By Barney Armstrong, MA, LMHCA, Bellevue Christian Counseling
You can share lot of experiences with your mate, but what can bring you especially close (in the way that ultimately leads to good sex) are your shared emotional experiences. That is — knowing how each other feels, communion over the emotions that you share about your love, and adoration of each other and the life you share together. In this article, I will explore how such emotional experiences can foster intimacy, deepen your bond with your spouse, and ultimately lead to better sex and a more fulfilling marriage.
Shared Experience in Friendship
What is intimacy? What role does shared experience play? A good starting point for thinking about shared experience and intimacy is friendship. What is the substance of friendship, and how do you know if you are experiencing friendship?
One of the best ways of defining true friendship is to say that you experience friendship when you know that the other person knows how you feel …and…. they know that you know how they feel. If you are friends with someone in this sense, you might be walking down the road together and realize that you don’t even have to say anything to feel connected; you are communing, which may or may not include words. A negative example would be fox-hole buddies. Men who have fought in the same fox-hole together are often deeply committed buddies for life. The shared experience they have is the look of terror they may have seen in each other’s eyes — in those moments, they each know very well that the other knows how they feel.
That Mystic Sweet Communion: Shared Experience Unpacked
Shared experience – you’re familiar with that. When you have heard a piece of music that really captivates you and you say to someone, “Hey, you gotta’ listen to this!” What you are hoping for is for them to experience that same captivating feeling you had. And we do it with so many other things — showing pictures of your kids that someone else would share the delight you have; high-fiving someone after just yelling your lungs out together at a spectacular play at a football game; showing someone a thing of beauty like a great piece of art or poetry, or a sunset or waterfall. You have a natural desire to feel the sense of shared experience – for them to feel what you feel. That natural desire to create resonance, to create in an ‘other’ a corresponding set of neural connections whereby an ‘other’ literally becomes more like you, to know that another feels what you feel and vice-versa — that’s friendship, and sitting together in the enjoyment of that shared experience is communion.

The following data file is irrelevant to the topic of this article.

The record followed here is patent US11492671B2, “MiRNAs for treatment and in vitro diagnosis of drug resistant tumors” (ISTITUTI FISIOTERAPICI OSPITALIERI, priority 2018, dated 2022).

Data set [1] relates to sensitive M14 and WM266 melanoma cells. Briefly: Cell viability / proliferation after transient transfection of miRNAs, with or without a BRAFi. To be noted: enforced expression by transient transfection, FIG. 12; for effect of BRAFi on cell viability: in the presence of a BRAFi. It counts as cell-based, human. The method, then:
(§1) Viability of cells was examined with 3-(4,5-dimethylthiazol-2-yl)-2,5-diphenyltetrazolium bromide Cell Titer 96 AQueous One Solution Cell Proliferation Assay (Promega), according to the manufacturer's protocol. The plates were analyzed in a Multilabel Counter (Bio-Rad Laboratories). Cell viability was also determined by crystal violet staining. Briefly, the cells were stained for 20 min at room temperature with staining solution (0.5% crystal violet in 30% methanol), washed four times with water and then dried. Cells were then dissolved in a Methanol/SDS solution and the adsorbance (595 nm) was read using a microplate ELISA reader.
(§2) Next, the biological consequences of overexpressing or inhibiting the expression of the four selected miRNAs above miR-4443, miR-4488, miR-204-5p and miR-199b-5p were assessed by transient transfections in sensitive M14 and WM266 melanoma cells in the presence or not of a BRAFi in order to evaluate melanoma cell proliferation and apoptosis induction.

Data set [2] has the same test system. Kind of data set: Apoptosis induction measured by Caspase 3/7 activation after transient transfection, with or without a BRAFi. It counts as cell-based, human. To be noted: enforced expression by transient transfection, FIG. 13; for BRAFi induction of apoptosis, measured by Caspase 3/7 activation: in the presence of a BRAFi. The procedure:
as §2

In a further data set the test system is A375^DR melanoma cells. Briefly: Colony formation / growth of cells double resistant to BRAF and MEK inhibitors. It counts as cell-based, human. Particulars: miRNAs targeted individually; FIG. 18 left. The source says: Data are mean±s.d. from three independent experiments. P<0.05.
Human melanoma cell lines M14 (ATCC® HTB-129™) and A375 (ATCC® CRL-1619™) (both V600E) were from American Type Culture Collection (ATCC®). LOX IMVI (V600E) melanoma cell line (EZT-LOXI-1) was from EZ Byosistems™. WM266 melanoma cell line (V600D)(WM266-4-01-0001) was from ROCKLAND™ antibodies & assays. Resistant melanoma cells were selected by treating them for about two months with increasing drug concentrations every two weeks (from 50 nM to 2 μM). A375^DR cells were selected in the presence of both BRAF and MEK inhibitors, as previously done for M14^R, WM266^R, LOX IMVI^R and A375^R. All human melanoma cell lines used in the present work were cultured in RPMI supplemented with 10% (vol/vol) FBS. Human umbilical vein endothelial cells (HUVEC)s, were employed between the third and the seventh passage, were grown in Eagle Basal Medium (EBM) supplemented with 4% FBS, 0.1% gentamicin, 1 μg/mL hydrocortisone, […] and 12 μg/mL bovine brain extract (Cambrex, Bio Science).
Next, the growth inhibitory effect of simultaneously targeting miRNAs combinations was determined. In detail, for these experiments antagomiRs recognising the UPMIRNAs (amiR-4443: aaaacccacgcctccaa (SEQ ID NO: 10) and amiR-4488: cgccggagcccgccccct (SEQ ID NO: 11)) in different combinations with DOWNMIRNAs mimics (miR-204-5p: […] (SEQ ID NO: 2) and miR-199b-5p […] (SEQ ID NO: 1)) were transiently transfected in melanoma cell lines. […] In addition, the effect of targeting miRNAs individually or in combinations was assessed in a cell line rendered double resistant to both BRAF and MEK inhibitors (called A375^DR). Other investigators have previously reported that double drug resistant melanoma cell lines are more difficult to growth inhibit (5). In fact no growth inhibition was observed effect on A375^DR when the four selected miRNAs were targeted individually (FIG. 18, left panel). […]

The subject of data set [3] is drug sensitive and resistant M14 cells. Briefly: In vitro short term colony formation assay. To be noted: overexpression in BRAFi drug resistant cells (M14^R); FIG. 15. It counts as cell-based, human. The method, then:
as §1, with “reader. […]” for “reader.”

Recent brain research has revealed a fascinating effect of this kind of shared experience. The brain of “the other” produces new neural connections almost identical to those of the one who had the original experience and shared it. These are called mirror neurons or resonant neural networks – for a given shared experience there is a resonant (parallel or mirror) set of new connections created in the brain of the receiver of the shared experience mirroring those of the one who shared.* When you commune with someone in this way, you become like one another literally, as these are not just fleeting shared emotions but new neural circuitry created to support them.
Sex Instead of Intimacy: